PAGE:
Midsummer. Mid-afternoon. Lounging outside under the trees. After several days of sweltering heat and humidity, cooler air fans deliciously across my skin. Cicadas zing, blue jay nestlings wheeze like an infant’s toy cushion, a squirrel slithers and leaps from branch to branch. Above, fairy tale cumulus sail across the smooth sea of sky. Our country road is quiet this afternoon, with only the occasional vehicle passing by.
Sixty-foot trees surround me – maple, oak, ash and basswood. Their branches sway gracefully in the wind; their leaves rustle and shush; dappled light plays over my notebook. I lean back in the lawn chair and give myself over to the delight of the moment.
A part of my mind harangues, “How can you bask here, in comfortable privilege, when so many are suffering?” Undeniably true. Injustice and hardship plague people and nations, even more so, it seems, in the harsh realities of the current global pandemic. I understand that the efforts I make to help others will never be enough. At the same time, my soul cannot help but glory in the overwhelming beauty of this world, and I want – no, I need – to drink it in.
In a fierce, provocative poem called A Brief for the Defense, poet Jack Gilbert straddles the horns of this dilemma. “We must risk delight,” he insists. “To make injustice the only/ measure of our attention is to praise the Devil.” Strong and uncomfortable words that ask me to embrace the ‘and’ of the world; as Rilke says “Let everything into you: Beauty and Terror.” Gilbert counsels us to have “the stubbornness to accept our gladness in the ruthless/ furnace of the world” and I take that injunction seriously. Otherwise, I fall victim to the ‘either/or’ mentality that keeps me separate from my very nature, and in fact, divides me from other human beings.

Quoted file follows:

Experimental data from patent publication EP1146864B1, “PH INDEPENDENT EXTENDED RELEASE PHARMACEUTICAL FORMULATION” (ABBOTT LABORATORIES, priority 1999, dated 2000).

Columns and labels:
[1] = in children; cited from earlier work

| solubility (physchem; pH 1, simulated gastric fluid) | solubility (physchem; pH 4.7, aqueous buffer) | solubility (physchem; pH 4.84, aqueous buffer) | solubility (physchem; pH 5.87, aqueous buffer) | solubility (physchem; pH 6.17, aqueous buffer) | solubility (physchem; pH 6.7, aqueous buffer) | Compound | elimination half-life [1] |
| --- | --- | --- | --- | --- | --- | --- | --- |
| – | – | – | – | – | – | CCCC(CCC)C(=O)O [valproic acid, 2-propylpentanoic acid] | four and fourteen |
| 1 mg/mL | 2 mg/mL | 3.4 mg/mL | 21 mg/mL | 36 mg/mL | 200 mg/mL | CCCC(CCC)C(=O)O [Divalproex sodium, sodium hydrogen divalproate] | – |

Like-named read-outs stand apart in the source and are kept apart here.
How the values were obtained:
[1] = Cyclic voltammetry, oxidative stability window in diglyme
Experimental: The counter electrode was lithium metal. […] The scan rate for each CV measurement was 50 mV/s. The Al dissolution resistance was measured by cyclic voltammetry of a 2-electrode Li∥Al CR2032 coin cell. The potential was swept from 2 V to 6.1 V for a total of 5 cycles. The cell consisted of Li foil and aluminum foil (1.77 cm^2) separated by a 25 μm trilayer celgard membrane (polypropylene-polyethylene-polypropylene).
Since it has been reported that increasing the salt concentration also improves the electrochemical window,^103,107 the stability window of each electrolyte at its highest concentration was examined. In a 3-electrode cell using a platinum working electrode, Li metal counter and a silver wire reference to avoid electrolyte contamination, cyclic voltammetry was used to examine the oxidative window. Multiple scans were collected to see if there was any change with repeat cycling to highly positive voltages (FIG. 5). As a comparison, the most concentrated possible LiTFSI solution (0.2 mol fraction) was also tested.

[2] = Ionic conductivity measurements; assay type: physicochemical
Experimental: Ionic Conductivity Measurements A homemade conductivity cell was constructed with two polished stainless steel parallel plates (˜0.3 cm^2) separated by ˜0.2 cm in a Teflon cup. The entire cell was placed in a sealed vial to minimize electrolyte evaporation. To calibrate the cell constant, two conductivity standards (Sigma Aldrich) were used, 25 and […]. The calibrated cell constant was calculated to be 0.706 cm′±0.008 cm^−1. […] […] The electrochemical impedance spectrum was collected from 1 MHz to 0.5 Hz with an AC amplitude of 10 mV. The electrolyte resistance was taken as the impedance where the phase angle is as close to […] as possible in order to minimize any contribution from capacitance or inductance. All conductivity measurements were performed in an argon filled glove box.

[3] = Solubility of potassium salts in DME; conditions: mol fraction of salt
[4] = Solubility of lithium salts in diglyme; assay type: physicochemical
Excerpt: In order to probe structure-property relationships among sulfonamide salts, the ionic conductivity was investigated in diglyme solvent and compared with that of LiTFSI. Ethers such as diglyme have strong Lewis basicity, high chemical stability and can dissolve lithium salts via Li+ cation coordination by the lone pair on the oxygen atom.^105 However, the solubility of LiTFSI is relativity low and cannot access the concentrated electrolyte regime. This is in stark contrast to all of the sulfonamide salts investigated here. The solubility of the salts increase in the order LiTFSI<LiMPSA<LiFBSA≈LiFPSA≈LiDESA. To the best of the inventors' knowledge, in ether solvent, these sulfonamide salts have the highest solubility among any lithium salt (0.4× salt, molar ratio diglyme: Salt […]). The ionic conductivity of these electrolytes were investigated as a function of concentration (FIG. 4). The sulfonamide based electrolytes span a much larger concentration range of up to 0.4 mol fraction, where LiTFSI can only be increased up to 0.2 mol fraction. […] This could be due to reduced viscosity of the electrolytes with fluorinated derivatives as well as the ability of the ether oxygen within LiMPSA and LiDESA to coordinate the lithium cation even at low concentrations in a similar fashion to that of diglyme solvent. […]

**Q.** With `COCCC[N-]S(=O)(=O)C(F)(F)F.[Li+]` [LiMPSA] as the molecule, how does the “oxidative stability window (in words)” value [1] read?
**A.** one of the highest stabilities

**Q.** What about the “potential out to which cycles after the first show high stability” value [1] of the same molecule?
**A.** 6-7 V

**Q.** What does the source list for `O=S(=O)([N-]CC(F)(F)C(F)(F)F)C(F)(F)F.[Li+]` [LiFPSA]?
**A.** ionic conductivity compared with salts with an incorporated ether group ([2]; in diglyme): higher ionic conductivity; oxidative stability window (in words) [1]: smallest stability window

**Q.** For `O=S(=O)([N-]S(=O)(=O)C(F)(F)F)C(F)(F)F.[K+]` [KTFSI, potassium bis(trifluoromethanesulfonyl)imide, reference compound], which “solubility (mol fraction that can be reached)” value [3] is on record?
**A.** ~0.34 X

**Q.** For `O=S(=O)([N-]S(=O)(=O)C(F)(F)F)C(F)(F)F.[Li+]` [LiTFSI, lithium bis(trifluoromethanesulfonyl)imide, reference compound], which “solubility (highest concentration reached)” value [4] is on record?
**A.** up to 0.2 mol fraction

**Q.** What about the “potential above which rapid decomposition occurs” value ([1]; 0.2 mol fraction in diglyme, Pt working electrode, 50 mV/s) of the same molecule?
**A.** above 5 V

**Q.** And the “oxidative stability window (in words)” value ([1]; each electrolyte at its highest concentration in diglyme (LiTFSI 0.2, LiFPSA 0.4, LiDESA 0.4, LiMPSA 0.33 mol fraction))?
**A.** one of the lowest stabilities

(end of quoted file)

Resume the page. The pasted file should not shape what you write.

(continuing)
Right here, right now, this exquisite afternoon blooms with grace, and my heart responds with sheer delight and immense gratitude.
A Brief for the Defense
Sorrow everywhere. Slaughter everywhere. If babies
are not starving someplace, they are starving
somewhere else. With flies in their nostrils.
But we enjoy our lives because that’s what God wants.
Otherwise the mornings before summer dawn would not
be made so fine. The Bengal tiger would not
be fashioned so miraculously well. The poor women
at the fountain are laughing together between
the suffering they have known and the awfulness
in their future, smiling and laughing while somebody
in the village is very sick. There is laughter
every day in the terrible streets of Calcutta,
and the women laugh in the cages of Bombay.
If we deny our happiness, resist our satisfaction,
we lessen the important of their deprivation.
We must risk delight. We can do without pleasure,
but not delight. Not enjoyment. We must have
the stubbornness to accept our gladness in the ruthless
furnace of the world. To make injustice the only
measure of our attention is to praise the Devil.
If the locomotive of the Lord runs us down,
we should give thanks that the end had magnitude.
We must admit there will be music despite everything.
We stand at the prow again of a small ship
anchored late at night in the tiny port
looking over to the sleeping island: the waterfront
is three shuttered cafés and one naked light burning.
To hear the faint sound of oars in the silence as a rowboat
comes slowly out and then goes back is truly worth
all the years of sorrow that are to come.
~ Jack Gilbert